Ryanair and its recruitment agency for cabin crew, Crewlink, are both companies established in Ireland. Between 2009 and 2011, employees of Portuguese, Spanish and Belgian nationality were hired by Ryanair, or by Crewlink then seconded to Ryanair, as cabin crew (air hostesses and stewards).
All the employment contracts were subject to Irish law and contained a jurisdiction clause providing that the Irish courts had jurisdiction. In those contracts, it was stipulated that the work of the employees concerned was regarded as being carried out in Ireland, as it is performed on aircrafts registered in that Member State. Nevertheless, the contracts designated Charleroi airport (Belgium) as the employees’ ‘home base’. The employees concerned started and ended their working day at that airport, and they were contractually required to live less than an hour away.
In 2011, six employees brought proceedings before Belgian courts to obtain various compensation from their employer under Belgian law. Ryanair responded that Belgian courts had no jurisdiction due to the jurisdiction clause in the employment contracts and the nationality of the aircrafts. The Labour Court in Mons (Belgium) decided to ask the ECJ how to interpret the concept of ‘place where the employee habitually carries out his work’ in the (former) Brussels I Regulation, in the specific context of the air navigation sector, and more specifically, whether that concept can be treated in the same way as that of ‘home base’, within the meaning of an EU regulation in the field of civil aviation.
First, the ECJ stresses that the European jurisdiction rules in the Brussels I Regulation aim to protect the weaker party to the employment contract. Those rules enable inter alia an employee to sue his employer before the courts which he regards as closest to his interests, by giving him the option of bringing proceedings before the courts of the Member State in which the employer is domiciled or the courts of the place in which the employee habitually carries out his work. According to the ECJ, this same set of rules prohibits jurisdiction clauses preventing employees from bringing proceedings before the courts with jurisdiction under Brussels I. Ryanair’s jurisdiction clause was considered not enforceable.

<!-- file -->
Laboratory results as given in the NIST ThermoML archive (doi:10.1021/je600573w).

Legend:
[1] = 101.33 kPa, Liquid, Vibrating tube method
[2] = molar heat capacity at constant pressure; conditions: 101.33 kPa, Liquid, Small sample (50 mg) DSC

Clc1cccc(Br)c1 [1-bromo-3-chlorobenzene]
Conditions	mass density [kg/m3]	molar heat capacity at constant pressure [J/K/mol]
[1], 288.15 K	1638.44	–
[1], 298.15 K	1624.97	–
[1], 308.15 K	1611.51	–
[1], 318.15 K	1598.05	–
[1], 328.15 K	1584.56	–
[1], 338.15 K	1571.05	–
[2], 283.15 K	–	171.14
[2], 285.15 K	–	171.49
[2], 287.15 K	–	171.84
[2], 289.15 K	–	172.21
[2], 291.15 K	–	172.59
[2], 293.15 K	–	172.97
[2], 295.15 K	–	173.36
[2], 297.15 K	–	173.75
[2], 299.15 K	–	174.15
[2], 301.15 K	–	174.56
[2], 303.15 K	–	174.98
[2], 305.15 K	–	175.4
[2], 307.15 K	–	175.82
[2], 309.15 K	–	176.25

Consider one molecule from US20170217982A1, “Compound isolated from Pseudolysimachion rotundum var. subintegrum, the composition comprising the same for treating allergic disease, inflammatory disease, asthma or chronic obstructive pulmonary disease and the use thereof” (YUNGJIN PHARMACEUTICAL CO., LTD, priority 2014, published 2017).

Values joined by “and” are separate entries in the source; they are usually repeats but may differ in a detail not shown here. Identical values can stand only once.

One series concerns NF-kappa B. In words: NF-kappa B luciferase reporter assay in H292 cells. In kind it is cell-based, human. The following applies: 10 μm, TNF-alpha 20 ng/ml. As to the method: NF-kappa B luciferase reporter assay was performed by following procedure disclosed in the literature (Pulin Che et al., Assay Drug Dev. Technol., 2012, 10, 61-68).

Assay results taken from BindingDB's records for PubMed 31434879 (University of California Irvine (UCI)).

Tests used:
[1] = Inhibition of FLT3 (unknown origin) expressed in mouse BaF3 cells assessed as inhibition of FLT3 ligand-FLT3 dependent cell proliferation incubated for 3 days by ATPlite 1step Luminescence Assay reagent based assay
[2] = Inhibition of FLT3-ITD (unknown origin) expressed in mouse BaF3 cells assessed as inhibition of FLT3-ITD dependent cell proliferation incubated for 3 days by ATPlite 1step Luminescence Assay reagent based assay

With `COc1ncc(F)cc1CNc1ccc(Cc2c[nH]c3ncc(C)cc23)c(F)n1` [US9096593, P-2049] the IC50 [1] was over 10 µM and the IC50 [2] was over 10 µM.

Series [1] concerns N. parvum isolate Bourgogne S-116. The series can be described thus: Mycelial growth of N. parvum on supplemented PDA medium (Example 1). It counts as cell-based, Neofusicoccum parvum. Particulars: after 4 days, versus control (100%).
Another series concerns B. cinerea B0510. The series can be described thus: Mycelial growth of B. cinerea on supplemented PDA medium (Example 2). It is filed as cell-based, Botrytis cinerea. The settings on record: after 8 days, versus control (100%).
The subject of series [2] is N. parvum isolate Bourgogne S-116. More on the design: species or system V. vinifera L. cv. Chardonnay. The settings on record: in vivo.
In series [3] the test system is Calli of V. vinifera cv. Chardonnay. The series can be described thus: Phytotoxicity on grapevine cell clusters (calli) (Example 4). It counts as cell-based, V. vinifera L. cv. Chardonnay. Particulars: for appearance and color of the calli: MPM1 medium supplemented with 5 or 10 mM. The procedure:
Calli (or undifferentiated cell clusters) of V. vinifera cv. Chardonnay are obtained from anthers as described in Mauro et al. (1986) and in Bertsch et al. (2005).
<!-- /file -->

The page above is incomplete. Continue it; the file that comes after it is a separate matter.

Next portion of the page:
Next, the ECJ reiterates its settled case law on the concept of ‘habitual place of employment’. This concept must be interpreted as the place where, or from which, the employee in fact performs the essential part of his duties vis-à-vis his employer. For this purpose, national courts must determine, in particular, in which Member State is situated (i) the place from which the employee carries out his transport-related tasks, (ii) the place where he returns after his tasks, receives instructions concerning his tasks and organises his work, and (iii) the place where his work tools are to be found. As the present case concerns aviation, the place where the aircraft, aboard which the work is habitually performed is stationed, must also be taken into account.
The ECJ then focused on the concept of ‘home base’, a term used in EU civil aviation law. The ECJ points out that it cannot be equated with the concept of ‘habitual place of work’. However, it constitutes a significant indicium for the purposes of determining the place from which the employee habitually performs his work, in cases like these. Finally, nationality of the aircraft is dismissed as being of any relevance at all.
The case will now go back to the Labour Court in Mons. With the criteria developed by the ECJ in mind, it is highly likely that the Belgian court will deem Charleroi to be the habitual place of employment.